Izzo’s Spartans teams have had a higher ceiling than Kruger’s squads, with Michigan State posting five seasons with at least 30 wins, while Kruger has reached 30 wins just once, back in 2007.
Michigan State has made the last 22 NCAA tournaments under Izzo and he has a 52-21 record in the tournament — an average of more than two wins per tournament appearance.
7. Mark Few
Current win total: 599 wins
At Gonzaga, Few’s teams have averaged a ridiculous 28.5 wins per season, which would put him roughly seven seasons away from 800 career wins if the ‘Zags maintain that pace. However, it would likely take less time than that. Since the start of the 2012-13 season, Gonzaga has won at least 28 games in every season, including six seasons with at least 31 wins. You can typically pencil in Gonzaga to have single-digit losses (as they’ve had in 19 of Few’s 21 seasons as head coach) and you could count the number of losses the Bulldogs have had in any of the last five seasons on one hand.
If Gonzaga wins, say, 32 games per year on average, as the Bulldogs have averaged the last eight seasons, Few could reach 800 wins around December of the 2026-27 season. Few’s Gonzaga program has reached No. 1 in the AP Top 25 poll in three of the last four seasons, so he and his players have elevated the ‘Zags to among the nation’s elite and they’re the class of the West Coast Conference, allowing Few and Gonzaga to rack up wins at an incredible rate.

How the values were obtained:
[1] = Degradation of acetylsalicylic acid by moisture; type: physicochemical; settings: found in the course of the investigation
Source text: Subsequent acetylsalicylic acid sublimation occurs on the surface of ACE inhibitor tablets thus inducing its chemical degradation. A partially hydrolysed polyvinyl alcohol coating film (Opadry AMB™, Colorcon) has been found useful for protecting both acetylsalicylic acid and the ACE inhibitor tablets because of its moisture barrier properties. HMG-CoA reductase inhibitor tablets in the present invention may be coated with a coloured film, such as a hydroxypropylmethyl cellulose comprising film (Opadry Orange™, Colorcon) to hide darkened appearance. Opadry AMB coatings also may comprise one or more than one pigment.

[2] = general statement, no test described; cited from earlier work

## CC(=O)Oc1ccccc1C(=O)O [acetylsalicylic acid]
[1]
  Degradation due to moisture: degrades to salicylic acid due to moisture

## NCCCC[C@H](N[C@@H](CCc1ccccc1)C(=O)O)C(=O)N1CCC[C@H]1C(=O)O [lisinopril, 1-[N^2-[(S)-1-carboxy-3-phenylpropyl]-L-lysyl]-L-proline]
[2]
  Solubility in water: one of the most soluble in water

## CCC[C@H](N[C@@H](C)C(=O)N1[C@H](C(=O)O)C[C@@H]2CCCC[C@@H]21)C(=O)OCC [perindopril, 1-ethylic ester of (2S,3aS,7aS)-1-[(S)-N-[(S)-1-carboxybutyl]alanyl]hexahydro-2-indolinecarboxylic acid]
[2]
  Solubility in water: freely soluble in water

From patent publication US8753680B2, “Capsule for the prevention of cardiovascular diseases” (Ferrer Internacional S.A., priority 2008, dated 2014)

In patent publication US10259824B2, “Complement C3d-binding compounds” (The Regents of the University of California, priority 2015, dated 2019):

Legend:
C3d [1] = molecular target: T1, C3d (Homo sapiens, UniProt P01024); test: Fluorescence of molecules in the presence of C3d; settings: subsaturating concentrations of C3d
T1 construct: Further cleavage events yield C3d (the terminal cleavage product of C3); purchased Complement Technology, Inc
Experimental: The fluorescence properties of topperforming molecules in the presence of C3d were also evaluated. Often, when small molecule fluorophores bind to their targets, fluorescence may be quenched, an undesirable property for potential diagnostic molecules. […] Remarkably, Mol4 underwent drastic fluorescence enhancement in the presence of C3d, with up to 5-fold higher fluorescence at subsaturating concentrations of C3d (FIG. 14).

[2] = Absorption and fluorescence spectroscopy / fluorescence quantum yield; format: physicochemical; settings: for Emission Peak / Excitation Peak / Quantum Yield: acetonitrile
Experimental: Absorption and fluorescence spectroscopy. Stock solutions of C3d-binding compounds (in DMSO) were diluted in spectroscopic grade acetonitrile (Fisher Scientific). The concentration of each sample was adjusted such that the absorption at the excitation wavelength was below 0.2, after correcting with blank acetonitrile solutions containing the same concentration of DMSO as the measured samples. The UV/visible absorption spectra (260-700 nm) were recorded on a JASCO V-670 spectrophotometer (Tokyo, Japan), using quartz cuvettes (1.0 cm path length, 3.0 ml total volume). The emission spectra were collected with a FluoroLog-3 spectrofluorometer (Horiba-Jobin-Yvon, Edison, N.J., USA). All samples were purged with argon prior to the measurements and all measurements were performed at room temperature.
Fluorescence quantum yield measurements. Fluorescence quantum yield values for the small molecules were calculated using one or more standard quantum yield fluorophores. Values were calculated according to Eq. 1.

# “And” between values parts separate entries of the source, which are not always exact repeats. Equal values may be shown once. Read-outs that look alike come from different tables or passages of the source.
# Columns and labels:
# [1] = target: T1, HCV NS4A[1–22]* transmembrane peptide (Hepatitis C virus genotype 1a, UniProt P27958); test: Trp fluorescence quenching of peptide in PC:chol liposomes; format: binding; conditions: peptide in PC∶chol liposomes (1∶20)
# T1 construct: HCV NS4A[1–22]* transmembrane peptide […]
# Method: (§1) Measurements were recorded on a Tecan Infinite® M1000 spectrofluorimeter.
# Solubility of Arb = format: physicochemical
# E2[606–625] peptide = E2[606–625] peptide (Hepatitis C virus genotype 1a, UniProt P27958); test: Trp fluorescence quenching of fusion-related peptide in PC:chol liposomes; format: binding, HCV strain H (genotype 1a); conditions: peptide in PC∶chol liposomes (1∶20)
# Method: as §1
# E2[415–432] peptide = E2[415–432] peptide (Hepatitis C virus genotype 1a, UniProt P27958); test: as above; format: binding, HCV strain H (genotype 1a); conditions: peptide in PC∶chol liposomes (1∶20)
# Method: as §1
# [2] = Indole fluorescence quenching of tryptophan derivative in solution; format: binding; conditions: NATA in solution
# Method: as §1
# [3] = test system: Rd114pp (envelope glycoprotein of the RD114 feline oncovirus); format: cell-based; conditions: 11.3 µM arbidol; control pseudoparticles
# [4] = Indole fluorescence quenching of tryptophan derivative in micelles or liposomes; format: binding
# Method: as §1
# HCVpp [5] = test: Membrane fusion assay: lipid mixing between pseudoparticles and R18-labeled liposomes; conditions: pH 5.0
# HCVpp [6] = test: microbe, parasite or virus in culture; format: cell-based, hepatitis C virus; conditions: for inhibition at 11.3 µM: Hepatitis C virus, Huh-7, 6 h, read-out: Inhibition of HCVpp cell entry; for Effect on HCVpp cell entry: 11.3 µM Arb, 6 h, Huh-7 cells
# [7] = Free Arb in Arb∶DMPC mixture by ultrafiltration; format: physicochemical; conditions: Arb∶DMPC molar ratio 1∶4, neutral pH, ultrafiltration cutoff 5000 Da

8. Jay Wright
Current win total: 594 wins
Villanova’s stretch from 2015 through 2018 was as impressive of a run as we’ve seen in the modern era of college basketball. The Wildcats won two national championships, averaged 34 wins per season and finished in the top six of the AP poll in each season, including three top-two finishes.
That’s a hard pace to maintain, but when Wright’s Wildcats are rolling, there are few, if any, programs this side of Gonzaga that can match their winning percentage.
Villanova has averaged 24.8 wins per season under Wright, but the program has reached a higher level in the last seven seasons, when the Wildcats have won 24 or more games every season and averaged nearly 31 wins per year.
If Villanova continues winning roughly 30 games per season, Wright could reach 800 career wins late in the 2026-27 season.
9. Lon Kruger
Current win total: 658 wins
In Kruger’s 34 seasons as a Division I head coach, his teams have averaged 19.4 wins per season, which is in line with Oklahoma’s average win total under Kruger (19.9 wins). If the Sooners continue to average 20 wins per season, it would take Kruger 7.1 seasons to reach 800 career wins, which would likely put the best-case scenario at Kruger joining the club during the 2026-27 season if he continues to coach for that long.
We’ve seen Lon Kruger-coached teams perform much better than 20 wins per season — his UNLV teams averaged 25.4 wins per season from 2007 through 2011, and Oklahoma averaged a similar number from 2014 through 2016 — so if Oklahoma could sustain such a pace starting this season, Kruger could potentially reach 800 wins in February or March of 2026.